So in the indoor I set up four ground poles set on a circle, that walk six strides between each one using a natural bend like you would on any circle.  One of the poles was a skinny rail (5' instead of 10') for a bit more of a challenge.  Like so:

(Sorry, the Tucker-Cam was a little shaky)
(Sorry, the Tucker-cam was a little shaky)
I am happy to say that Tucker was wonderful and we got a lot out of the exercise.  I'm working on getting him to give me a better walk (something other than a Sunday stroll or a death march), and an actual working trot, so at the walk and trot we worked on getting him to take me to the poles.  He understood this much better than me just nagging him to go forward on an ordinary circle.  We did outside bend and inside bend, worked in some quarter-turns when I needed to for straightness, making figure-eights, and lots of changes of direction, so the exercise stayed fresh.

At the canter, at first we just worked on controlling his shoulders (not letting him fall in or bulge out), not worrying much about what strides we got.  Once I felt like he was listening to me laterally, I asked for six even strides between each pole (he was doing either five or six before), with some simple changes of direction.  Once that was smooth on each lead, I asked for five strides between each pole, and I'm happy to say he moved up really politely, I was sort of afraid he'd start dragging me around but asking him to think about turning and the next pole kept him focused.

I ran into some protesting when I asked him to come back and give me six strides again, so I skipped every other pole and worked on using my seat and leg more, until I had him sitting down and using his hind end instead of fighting my hand.  Once the canter improved, we went back to every pole and were able to get six strides, and then seven, between each pole in a nice collected canter that felt pretty balanced.

On another night I might have then asked for five strides and back to six again, but I thought it was good to end on a positive note like that, so we stopped there.  He helped me put all the poles away and I decided to take it as a good sign that he was still dutifully following me, stopping when I stopped and turning when I turned.  The cowboys like when they do that, right?

Wednesday, May 22, 2013

The Long-Awaited Tucker Update

Let's see... how to sum up how we've spent the end of winter and beginning of spring.

As the winter progressed and Tucker got bored with seeing the four walls of the indoor, those four walls began hiding dangerous (read: imaginary) predators.  My patience wore increasingly thin, Tucker's theatrics grew increasingly more... spectacular (and I do not mean that in a complimentary fashion). Finally, just as I was ready to give him a vacation until the snow melted, I went back through the blog and figured out that every time he stops listening to reason, I can usually fix it by treating his tummy for ulcers.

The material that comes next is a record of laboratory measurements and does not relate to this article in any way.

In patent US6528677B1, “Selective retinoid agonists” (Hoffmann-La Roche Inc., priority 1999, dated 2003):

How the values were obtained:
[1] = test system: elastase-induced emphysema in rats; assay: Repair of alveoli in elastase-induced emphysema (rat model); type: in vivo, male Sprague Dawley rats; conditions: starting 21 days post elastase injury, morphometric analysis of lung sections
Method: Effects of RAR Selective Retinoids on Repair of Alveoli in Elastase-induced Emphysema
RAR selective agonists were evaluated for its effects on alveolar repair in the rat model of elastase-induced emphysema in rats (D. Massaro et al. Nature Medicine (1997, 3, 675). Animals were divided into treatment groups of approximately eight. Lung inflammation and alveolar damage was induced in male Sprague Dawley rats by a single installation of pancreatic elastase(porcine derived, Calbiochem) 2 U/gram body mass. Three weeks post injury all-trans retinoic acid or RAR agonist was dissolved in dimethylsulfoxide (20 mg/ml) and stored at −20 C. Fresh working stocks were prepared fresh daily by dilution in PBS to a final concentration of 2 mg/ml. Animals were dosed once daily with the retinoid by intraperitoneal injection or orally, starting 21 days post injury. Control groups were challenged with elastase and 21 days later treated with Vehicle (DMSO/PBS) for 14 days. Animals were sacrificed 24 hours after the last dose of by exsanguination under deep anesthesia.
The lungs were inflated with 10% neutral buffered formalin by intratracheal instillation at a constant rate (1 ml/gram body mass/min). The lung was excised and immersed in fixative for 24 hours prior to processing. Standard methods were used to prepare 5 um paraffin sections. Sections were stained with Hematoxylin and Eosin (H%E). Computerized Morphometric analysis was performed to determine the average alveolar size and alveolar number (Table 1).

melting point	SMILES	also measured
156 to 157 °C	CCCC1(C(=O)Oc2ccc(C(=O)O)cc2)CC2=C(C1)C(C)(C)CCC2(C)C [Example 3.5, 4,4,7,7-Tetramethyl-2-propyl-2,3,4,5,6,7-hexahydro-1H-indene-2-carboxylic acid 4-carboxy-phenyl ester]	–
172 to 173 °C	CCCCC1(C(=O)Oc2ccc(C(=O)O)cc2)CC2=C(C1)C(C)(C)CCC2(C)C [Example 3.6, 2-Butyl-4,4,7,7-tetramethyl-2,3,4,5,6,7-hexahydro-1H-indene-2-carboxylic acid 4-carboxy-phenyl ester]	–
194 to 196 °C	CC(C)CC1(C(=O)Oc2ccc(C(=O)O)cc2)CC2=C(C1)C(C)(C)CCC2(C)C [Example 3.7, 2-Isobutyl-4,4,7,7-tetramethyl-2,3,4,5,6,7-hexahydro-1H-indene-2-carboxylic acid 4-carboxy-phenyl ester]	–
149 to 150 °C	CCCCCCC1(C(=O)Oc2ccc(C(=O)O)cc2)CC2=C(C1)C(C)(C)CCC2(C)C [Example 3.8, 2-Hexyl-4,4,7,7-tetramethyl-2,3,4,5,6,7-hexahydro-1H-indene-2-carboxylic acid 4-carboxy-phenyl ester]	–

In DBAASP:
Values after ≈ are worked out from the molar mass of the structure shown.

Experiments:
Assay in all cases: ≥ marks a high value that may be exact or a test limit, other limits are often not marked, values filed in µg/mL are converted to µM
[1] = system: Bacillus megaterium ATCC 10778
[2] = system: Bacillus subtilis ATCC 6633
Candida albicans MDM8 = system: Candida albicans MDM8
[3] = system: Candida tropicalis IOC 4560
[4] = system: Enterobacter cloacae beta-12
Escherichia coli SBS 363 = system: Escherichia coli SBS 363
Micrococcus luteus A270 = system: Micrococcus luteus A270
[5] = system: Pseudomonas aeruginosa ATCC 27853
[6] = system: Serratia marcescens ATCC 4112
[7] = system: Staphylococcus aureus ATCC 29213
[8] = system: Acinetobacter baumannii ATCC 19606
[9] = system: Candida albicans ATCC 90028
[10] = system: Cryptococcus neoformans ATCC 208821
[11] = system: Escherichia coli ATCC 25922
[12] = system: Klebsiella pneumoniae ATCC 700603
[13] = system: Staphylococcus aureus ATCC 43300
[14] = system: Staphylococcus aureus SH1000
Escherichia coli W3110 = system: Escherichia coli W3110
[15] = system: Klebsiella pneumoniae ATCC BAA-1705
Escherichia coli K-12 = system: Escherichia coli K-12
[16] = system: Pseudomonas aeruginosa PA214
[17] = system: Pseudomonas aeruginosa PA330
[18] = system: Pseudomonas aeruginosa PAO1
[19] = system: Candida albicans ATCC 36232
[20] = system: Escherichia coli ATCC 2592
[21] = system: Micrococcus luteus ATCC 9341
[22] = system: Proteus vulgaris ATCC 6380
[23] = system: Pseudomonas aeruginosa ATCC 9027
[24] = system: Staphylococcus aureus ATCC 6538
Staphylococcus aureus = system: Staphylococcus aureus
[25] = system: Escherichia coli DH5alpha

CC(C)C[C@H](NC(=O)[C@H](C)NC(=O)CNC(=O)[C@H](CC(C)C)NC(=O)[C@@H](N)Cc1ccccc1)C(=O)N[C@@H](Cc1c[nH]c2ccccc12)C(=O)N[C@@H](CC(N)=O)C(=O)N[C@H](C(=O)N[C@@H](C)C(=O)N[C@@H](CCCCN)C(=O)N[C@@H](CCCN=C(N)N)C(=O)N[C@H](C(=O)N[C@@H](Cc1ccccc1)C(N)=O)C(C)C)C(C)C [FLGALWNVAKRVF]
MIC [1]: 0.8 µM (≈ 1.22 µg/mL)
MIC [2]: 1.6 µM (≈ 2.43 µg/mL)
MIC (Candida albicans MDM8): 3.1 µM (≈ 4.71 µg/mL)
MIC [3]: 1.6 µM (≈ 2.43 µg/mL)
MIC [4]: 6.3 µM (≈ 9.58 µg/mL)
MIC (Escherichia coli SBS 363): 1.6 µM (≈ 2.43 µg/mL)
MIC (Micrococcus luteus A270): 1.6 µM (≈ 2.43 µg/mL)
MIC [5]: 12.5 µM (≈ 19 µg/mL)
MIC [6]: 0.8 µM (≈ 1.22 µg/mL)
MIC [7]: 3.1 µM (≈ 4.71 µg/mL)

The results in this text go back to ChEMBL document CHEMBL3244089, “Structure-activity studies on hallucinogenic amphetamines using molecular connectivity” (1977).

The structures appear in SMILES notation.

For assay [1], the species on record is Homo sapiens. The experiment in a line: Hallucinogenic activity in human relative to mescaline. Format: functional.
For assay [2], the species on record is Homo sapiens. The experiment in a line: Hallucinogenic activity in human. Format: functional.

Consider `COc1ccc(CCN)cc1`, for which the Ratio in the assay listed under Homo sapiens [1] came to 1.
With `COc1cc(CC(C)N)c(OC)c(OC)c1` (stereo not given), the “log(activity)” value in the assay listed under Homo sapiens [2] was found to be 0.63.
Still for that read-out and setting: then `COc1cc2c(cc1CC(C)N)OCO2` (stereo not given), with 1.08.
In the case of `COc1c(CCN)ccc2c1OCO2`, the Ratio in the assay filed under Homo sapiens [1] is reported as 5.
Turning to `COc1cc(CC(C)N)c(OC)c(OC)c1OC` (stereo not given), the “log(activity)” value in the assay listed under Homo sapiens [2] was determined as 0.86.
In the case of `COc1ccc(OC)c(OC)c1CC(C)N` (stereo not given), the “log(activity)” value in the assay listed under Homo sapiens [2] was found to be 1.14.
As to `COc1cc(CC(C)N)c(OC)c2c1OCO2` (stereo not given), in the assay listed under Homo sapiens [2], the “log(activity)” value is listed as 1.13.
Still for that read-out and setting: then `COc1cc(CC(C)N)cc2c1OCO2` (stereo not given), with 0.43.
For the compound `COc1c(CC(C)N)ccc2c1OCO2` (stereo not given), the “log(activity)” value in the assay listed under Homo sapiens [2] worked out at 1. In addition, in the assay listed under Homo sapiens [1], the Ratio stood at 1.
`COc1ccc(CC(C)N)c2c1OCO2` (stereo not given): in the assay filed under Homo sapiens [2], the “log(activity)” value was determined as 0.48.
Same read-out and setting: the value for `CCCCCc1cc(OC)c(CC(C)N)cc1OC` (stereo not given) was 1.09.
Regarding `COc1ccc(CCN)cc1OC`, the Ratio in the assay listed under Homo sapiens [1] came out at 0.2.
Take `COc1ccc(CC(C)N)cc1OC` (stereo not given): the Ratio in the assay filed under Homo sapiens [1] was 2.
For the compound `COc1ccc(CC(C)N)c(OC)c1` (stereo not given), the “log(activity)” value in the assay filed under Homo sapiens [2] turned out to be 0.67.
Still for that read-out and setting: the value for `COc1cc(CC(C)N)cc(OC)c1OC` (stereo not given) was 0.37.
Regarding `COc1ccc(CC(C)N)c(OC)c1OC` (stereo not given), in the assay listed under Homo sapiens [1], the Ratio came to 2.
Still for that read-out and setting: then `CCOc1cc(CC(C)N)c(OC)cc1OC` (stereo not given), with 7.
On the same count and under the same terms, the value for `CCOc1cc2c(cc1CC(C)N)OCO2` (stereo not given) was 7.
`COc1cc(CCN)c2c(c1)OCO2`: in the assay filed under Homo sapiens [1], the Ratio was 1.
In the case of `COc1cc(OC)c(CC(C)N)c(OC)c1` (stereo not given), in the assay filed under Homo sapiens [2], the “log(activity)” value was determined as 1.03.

This time instead of treating him with a prescription ulcer medication I kept him on his SmartGut and added a  half-cup of aloe juice to each of his meals.  On the advice of one of Tucker's vets, we give him the aloe for ten days and then two days off, so his stomach pH-levels stay normal.  The spooking has become less frequent and much less explosive (ponies and children no longer cower in fear while we ride) .  Either the invisible mountain lions living in the indoor have decided to migrate elsewhere, or he's feeling slightly better.  So that's where we're at on that front.

The more we worked over the winter, it became clear that Tucker had a weakness in his hind end -- which is part of the reason we started doing dressage in the first place.  We decided to give him until Spring and keep working on strengthening.  When the "weakness" started looking like slight unevenness, I made a vet appointment for him, and we ended up injecting his hocks.  He wasn't seriously lame, but Tucker is not exactly stoic when it comes to pain. Delicate little flower that he is.

So, we had three days of hand-grazing and then gradually back to work.  I took some great pictures while we didn't have much else to do.
2013-04-27_12-25-39_864
Day 1: Stopping to smell the dandelions
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Day 2: Making friends with the retirees next door
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Day 3: Raining, so we went inside and met a really good looking horse
That was about three weeks ago (sorry, I wanted to make sure he was back to work and sound before I wrote about it), and he's feeling really great now.  An expensive vet visit, yes, but well worth it.  I'm just happy that this was the first time I've had to inject my eleven-year-old horse.  Unfortunately they only come with a ten year warranty...

As for me, I am loving dressage and what it is teaching me.  I feel like I've got a whole new toolbox full of ways to deal with all my horse's various evasions and to get him really working to his full potential.  He's always been like one of those smart kids who goofs off in class, so I'm trying to find the right balance between keeping him challenged and motivated, and not letting him think life is getting too hard.  We go back to jumping this week, so I imagine that will make him happy.  Hopefully not too happy.  

For right now, I'm a little too worried about the EHV-1 threat in New Jersey right now to take him to any shows, so we are going to stay home a while longer and keep working away.  I know it's probably ultra-conservative of me, but there's only one Tucker, so I'm not taking any chances.

Anyway, that's where we are at.  I'm going to start providing more regular updates on the blog, so we can avoid these somewhat tedious summaries in the future.  Thank you for reading... it feels good to be back in the blogosphere!

Friday, May 10, 2013

ShowSheen TryPak Giveaway!

So, what better way to re-introduce myself back into the blogging community than with a giveaway, right?  Sort of like showing up at a friend's house when you haven't seen her in ages because you've been a terrible correspondent with a really nice bottle of wine, yes?  (C'mon you totally want to let me and Tucker come over for dinner).